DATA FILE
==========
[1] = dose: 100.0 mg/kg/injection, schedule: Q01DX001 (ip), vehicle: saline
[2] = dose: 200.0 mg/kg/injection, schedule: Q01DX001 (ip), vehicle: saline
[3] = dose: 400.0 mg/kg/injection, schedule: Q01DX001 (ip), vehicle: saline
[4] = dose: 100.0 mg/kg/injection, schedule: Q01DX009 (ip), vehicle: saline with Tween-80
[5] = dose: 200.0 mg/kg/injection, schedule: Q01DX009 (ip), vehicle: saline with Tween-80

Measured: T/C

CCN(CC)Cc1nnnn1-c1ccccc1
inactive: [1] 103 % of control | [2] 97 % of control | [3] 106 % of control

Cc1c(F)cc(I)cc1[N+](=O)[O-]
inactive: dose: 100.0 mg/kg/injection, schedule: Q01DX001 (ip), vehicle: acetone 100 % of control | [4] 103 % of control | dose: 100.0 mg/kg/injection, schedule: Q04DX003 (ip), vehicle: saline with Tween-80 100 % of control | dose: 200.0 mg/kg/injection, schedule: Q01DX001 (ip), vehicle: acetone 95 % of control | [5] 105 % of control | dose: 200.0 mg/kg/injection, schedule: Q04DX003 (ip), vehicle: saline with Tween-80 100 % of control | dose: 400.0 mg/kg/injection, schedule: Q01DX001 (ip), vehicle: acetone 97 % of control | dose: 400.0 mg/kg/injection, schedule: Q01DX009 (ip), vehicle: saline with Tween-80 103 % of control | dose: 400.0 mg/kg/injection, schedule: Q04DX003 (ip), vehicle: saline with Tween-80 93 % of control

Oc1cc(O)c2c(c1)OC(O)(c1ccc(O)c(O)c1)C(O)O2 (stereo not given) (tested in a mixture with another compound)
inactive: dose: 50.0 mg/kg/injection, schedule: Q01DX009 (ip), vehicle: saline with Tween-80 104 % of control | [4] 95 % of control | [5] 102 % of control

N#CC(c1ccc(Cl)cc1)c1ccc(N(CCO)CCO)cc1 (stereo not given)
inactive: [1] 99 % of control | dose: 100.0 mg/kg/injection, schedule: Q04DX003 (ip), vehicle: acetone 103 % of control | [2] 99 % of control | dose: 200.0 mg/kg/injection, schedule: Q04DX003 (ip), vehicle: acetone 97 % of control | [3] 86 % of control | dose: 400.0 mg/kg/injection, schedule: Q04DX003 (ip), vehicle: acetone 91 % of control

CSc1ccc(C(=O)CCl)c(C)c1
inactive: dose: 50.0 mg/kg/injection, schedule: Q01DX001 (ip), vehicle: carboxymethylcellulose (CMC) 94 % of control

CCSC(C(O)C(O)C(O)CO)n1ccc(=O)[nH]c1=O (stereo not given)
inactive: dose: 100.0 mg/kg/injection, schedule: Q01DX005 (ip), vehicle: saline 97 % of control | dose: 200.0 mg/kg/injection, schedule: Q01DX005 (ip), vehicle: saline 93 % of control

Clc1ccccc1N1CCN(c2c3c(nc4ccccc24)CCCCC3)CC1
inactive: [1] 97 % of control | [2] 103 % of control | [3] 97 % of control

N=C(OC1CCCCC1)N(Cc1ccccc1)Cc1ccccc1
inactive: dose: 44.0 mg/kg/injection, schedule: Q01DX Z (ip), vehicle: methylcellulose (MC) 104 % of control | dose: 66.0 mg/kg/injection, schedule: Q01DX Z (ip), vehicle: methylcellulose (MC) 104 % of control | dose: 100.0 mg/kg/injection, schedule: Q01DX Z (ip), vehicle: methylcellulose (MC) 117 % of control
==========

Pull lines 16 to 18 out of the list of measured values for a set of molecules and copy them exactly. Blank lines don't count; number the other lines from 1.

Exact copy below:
inactive: dose: 50.0 mg/kg/injection, schedule: Q01DX001 (ip), vehicle: carboxymethylcellulose (CMC) 94 % of control

CCSC(C(O)C(O)C(O)CO)n1ccc(=O)[nH]c1=O (stereo not given)
inactive: dose: 100.0 mg/kg/injection, schedule: Q01DX005 (ip), vehicle: saline 97 % of control | dose: 200.0 mg/kg/injection, schedule: Q01DX005 (ip), vehicle: saline 93 % of control